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Passwords in the Age of IoT

Connected devices are becoming increasingly prevalent in the home, at the office, and everywhere in between. With 2020 widely predicted to see the arrival of mainstream 5G adoption, we can only expect the popularity of smart IoT products to grow.

While the IoT certainly brings a number of efficiencies and conveniences, it also can represent a significant security vulnerability. As Enzoic’s CEO, Michael Greene, recently told journalist Sue Poremba, “Manufacturers are focused on getting smart devices into the market as quickly as possible, but in this race to capitalize on the IoT’s potential, security is often woefully neglected.”

A prime example of this neglect can be found in the rampant use of default passwords as standard on IoT and smart devices. This was the case with 600,000 GPS trackers manufactured in China that were programmed with a password of “123456”—you can read more about this and other vulnerabilities in this CNET piece. With security an afterthought for most manufacturers of IoT products, it falls to users, retailers, and IT departments to ensure that connected devices don’t inadvertently lay out the welcome mat for hackers.

So, where should they start? Our COO, Josh Horwitz, recently outlined some key IoT password and security considerations in Retail TouchPoints, including:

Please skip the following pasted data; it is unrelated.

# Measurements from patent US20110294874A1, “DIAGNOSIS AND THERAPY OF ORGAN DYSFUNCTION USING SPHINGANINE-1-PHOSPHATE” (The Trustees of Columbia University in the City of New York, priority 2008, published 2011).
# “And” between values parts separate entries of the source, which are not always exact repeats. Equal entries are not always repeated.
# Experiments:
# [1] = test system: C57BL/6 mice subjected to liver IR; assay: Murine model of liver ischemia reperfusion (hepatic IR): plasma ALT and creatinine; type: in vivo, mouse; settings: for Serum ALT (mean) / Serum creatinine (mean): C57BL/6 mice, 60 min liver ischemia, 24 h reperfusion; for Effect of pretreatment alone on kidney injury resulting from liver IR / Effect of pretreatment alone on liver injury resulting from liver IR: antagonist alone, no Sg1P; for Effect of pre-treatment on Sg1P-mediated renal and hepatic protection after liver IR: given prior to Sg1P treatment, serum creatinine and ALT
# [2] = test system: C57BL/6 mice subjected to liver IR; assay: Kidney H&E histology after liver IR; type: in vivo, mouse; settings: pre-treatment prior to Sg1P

• Create a strong, unique password—and ensure it has not already been compromised in a breach. A treasure trove of breach data exists on the Dark Web, and hackers can easily obtain a password that was exposed in a previous attack and use it to gain access to a smart device. In this environment it’s not enough just to have a unique password; individuals and companies alike must ensure that it is safe to use. That’s why it’s so critical that organizations avail of credential screening solutions like Enzoic, which checks passwords at their creation and on a daily basis against a live database to prevent against the use of compromised credentials. Enzoic offers a free password check tool for consumers to check the security of their passwords and recommend that people do so frequently.
  • Never reuse passwords. As Josh put it, this prevalent security mistake gives “cybercriminals a golden ticket to your digital identity.” Consider using a password manager such as LastPass if you need help keeping track of your passwords.
  • Update IoT software. Whether it’s a consumer device or an enterprise-provisioned one, ensuring that it has the latest software and patches is key to keeping hackers out.

As Poremba acknowledged in her piece, it can be difficult for users to change poor password practices and for organizations to enforce better password hygiene. But, as she puts it, “As long as we continue to use weak passwords on IoT devices, we will be putting…networks and data at risk unnecessarily.”

For more of Michael’s thoughts on passwords in the age of IoT, check out Poremba’s article in its entirety here.